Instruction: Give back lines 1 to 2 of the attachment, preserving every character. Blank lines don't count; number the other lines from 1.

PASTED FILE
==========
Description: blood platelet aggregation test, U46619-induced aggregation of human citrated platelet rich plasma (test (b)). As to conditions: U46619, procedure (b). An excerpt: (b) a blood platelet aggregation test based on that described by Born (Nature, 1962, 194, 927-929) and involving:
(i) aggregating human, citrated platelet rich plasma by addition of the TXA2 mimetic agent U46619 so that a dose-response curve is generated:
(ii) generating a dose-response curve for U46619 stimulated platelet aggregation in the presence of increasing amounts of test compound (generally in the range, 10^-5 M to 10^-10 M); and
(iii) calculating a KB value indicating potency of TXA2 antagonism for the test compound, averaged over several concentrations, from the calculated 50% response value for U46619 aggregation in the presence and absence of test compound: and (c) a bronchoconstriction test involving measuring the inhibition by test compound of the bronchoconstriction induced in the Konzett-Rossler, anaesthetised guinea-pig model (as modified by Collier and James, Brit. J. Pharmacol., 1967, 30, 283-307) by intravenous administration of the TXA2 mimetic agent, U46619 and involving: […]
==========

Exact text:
Description: blood platelet aggregation test, U46619-induced aggregation of human citrated platelet rich plasma (test (b)). As to conditions: U46619, procedure (b). An excerpt: (b) a blood platelet aggregation test based on that described by Born (Nature, 1962, 194, 927-929) and involving:
(i) aggregating human, citrated platelet rich plasma by addition of the TXA2 mimetic agent U46619 so that a dose-response curve is generated: